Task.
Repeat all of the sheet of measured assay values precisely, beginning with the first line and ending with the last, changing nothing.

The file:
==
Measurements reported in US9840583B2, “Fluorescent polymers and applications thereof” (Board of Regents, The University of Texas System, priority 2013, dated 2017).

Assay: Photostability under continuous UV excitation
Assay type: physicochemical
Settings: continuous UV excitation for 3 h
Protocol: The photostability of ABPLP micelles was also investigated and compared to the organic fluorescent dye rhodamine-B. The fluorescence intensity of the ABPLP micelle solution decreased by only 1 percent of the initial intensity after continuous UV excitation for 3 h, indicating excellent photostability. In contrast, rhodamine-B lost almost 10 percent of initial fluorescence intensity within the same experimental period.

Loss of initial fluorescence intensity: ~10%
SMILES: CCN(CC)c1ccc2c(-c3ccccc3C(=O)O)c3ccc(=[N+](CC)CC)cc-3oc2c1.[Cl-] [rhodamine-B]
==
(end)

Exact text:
Measurements reported in US9840583B2, “Fluorescent polymers and applications thereof” (Board of Regents, The University of Texas System, priority 2013, dated 2017).

Assay: Photostability under continuous UV excitation
Assay type: physicochemical
Settings: continuous UV excitation for 3 h
Protocol: The photostability of ABPLP micelles was also investigated and compared to the organic fluorescent dye rhodamine-B. The fluorescence intensity of the ABPLP micelle solution decreased by only 1 percent of the initial intensity after continuous UV excitation for 3 h, indicating excellent photostability. In contrast, rhodamine-B lost almost 10 percent of initial fluorescence intensity within the same experimental period.

Loss of initial fluorescence intensity: ~10%
SMILES: CCN(CC)c1ccc2c(-c3ccccc3C(=O)O)c3ccc(=[N+](CC)CC)cc-3oc2c1.[Cl-] [rhodamine-B]